The exhibition is realized with support from Danish Arts Council


The necessity for questioning the structure


by Tijana Mišković


Ideally, the artists should have an important position in our society as free and independent minds that can produce vital reflections about sociopolitical conditions of the time we live in. Unfortunately many times artists’ critical and important reflections are being used or misused for other purposes such as promotion of products, gentrification, and cultural colonialism. In that case, the unique role of the artist, as the one independently and critically reflecting our society, becomes a simplified and bounded function with a purpose and task dictated by others. The only way the artist can avoid that his/ her role becomes a function is by constantly questioning the structures his or her art is being presented within. Biennales and big-scale exhibitions like Documenta should, as the most influential contemporary art structures, be a natural object for investigation.

Documenta is considered to be a Vatican of contemporary art today, carried by a belief in the critical potential of art. Documenta promotes itself as the optimal art platform for critical thinking and political postures, which is why decision makers and intelligentsia of the art world, pilgrimage to Documenta in search of latest tendencies. Documenta and other big art events such as Venice Biennale have thus an enormous international impact and a great power to influence the public opinion. This influence should be evaluated by participating artists as well as the audience, who should not only absorb the messages communicated to them through the curatorial strategies, without being skeptical about their motivation. They should not fall asleep but be critical and constantly question the structure.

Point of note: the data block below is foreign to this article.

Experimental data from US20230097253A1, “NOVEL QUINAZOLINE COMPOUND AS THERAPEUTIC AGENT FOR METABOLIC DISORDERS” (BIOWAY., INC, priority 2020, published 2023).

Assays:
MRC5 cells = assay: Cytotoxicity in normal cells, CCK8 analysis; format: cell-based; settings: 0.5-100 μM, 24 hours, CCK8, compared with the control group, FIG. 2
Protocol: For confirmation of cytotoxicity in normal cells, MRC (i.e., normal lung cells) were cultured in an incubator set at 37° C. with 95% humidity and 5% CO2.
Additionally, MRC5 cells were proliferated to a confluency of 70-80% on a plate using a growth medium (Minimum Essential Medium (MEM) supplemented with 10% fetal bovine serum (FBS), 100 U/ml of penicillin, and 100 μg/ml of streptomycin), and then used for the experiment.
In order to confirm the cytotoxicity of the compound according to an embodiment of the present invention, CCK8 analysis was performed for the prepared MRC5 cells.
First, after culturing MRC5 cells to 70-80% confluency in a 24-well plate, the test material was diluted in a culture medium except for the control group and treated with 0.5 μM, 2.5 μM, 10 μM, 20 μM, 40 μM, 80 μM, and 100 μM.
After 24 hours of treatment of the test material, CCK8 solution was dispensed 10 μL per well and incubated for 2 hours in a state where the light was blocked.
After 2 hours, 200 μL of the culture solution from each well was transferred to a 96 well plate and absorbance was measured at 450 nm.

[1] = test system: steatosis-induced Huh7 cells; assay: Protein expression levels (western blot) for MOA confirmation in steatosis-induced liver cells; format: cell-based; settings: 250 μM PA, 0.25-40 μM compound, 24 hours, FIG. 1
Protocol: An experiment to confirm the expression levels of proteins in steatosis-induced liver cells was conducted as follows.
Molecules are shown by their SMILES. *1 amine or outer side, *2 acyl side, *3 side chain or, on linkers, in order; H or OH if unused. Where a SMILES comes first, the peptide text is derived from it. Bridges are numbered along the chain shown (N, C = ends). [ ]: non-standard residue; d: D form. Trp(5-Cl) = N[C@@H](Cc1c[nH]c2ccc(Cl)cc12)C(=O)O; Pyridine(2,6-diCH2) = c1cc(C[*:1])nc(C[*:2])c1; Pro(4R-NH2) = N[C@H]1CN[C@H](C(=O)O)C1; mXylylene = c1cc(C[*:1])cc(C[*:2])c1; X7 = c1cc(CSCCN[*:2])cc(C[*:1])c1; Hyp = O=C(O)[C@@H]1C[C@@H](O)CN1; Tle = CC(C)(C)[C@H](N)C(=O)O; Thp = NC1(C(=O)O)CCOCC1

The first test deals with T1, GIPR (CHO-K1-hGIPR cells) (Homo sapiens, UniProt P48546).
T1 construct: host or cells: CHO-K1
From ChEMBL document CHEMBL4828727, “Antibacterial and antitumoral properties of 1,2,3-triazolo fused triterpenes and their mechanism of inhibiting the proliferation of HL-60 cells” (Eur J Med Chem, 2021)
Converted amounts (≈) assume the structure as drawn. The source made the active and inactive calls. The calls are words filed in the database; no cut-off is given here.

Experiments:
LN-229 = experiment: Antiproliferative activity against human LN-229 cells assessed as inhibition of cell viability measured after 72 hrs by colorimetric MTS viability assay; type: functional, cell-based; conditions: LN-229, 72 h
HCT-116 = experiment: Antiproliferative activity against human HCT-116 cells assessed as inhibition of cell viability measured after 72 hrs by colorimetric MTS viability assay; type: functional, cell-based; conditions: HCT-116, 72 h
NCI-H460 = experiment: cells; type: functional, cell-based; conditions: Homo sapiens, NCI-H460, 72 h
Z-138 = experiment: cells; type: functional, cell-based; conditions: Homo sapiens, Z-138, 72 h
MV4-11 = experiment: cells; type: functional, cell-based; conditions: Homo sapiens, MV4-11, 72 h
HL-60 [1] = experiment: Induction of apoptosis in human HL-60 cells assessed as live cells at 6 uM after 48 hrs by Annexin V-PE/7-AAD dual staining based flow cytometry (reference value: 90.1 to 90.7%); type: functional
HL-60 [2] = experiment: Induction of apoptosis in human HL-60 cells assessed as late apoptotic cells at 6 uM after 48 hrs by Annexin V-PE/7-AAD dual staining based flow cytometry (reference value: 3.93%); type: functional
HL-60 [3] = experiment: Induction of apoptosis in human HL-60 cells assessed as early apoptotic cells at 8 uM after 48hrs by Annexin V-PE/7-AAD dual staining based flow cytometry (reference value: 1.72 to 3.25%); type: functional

A show labeled as “critic show” can give the public a feeling of being critical, but it can, at the same time, be drawing the public attention away from big and serious issues that authorities don’t want to create critic around. There could be a diversion taking place in the curatorial choose.

A delay in contemporary art could also be seen as a diversion strategy. Even though we believe that the contemporary artists should react on the important issues and emergencies of today’s world, we are not giving the artists appropriate platforms for immediate expression and impact in time. The artists cannot show art connected with the pulsing and unpredictable present, since all the exhibited artworks have to be defined, produced, and explained in advance. Either because of the practical and curatorial planning or because of a wish to control and have a possibility to censure, most of the contemporary exhibitions are from the beginning in delay.

A “critic show” can thus be a setting for fake criticism that gives us an illusion of being critique and having the freedom of thinking when we, in reality, are directed in a certain direction controlled by external forces and often interests of economic or political nature.